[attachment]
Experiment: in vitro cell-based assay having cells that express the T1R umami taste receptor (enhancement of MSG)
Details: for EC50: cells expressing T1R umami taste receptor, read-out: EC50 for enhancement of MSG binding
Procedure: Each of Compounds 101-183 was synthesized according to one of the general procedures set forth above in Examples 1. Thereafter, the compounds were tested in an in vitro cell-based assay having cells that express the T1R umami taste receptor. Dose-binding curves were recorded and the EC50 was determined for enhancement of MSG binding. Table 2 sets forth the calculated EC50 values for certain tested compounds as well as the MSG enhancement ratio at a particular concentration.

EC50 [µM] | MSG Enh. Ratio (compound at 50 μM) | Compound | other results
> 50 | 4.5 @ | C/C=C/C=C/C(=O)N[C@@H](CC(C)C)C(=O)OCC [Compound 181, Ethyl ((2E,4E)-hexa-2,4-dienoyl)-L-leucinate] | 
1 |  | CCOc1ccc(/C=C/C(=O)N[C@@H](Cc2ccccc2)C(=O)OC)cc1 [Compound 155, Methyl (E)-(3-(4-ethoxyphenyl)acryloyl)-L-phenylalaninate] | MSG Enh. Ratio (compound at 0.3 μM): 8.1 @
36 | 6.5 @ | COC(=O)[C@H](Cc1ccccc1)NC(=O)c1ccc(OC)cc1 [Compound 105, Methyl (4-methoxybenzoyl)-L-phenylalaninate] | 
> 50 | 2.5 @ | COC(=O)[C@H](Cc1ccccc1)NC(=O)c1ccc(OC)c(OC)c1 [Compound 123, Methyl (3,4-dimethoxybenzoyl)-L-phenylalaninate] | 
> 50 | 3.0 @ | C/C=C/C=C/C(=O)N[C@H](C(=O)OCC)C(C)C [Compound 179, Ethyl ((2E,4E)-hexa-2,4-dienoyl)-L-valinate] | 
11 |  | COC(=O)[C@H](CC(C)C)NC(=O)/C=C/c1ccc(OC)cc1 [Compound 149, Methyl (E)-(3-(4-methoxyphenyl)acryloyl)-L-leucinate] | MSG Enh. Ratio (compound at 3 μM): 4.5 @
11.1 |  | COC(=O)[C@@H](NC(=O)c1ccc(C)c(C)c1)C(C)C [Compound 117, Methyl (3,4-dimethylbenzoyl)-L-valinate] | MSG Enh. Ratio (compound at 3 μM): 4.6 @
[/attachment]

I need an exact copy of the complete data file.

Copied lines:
Experiment: in vitro cell-based assay having cells that express the T1R umami taste receptor (enhancement of MSG)
Details: for EC50: cells expressing T1R umami taste receptor, read-out: EC50 for enhancement of MSG binding
Procedure: Each of Compounds 101-183 was synthesized according to one of the general procedures set forth above in Examples 1. Thereafter, the compounds were tested in an in vitro cell-based assay having cells that express the T1R umami taste receptor. Dose-binding curves were recorded and the EC50 was determined for enhancement of MSG binding. Table 2 sets forth the calculated EC50 values for certain tested compounds as well as the MSG enhancement ratio at a particular concentration.

EC50 [µM] | MSG Enh. Ratio (compound at 50 μM) | Compound | other results
> 50 | 4.5 @ | C/C=C/C=C/C(=O)N[C@@H](CC(C)C)C(=O)OCC [Compound 181, Ethyl ((2E,4E)-hexa-2,4-dienoyl)-L-leucinate] | 
1 |  | CCOc1ccc(/C=C/C(=O)N[C@@H](Cc2ccccc2)C(=O)OC)cc1 [Compound 155, Methyl (E)-(3-(4-ethoxyphenyl)acryloyl)-L-phenylalaninate] | MSG Enh. Ratio (compound at 0.3 μM): 8.1 @
36 | 6.5 @ | COC(=O)[C@H](Cc1ccccc1)NC(=O)c1ccc(OC)cc1 [Compound 105, Methyl (4-methoxybenzoyl)-L-phenylalaninate] | 
> 50 | 2.5 @ | COC(=O)[C@H](Cc1ccccc1)NC(=O)c1ccc(OC)c(OC)c1 [Compound 123, Methyl (3,4-dimethoxybenzoyl)-L-phenylalaninate] | 
> 50 | 3.0 @ | C/C=C/C=C/C(=O)N[C@H](C(=O)OCC)C(C)C [Compound 179, Ethyl ((2E,4E)-hexa-2,4-dienoyl)-L-valinate] | 
11 |  | COC(=O)[C@H](CC(C)C)NC(=O)/C=C/c1ccc(OC)cc1 [Compound 149, Methyl (E)-(3-(4-methoxyphenyl)acryloyl)-L-leucinate] | MSG Enh. Ratio (compound at 3 μM): 4.5 @
11.1 |  | COC(=O)[C@@H](NC(=O)c1ccc(C)c(C)c1)C(C)C [Compound 117, Methyl (3,4-dimethylbenzoyl)-L-valinate] | MSG Enh. Ratio (compound at 3 μM): 4.6 @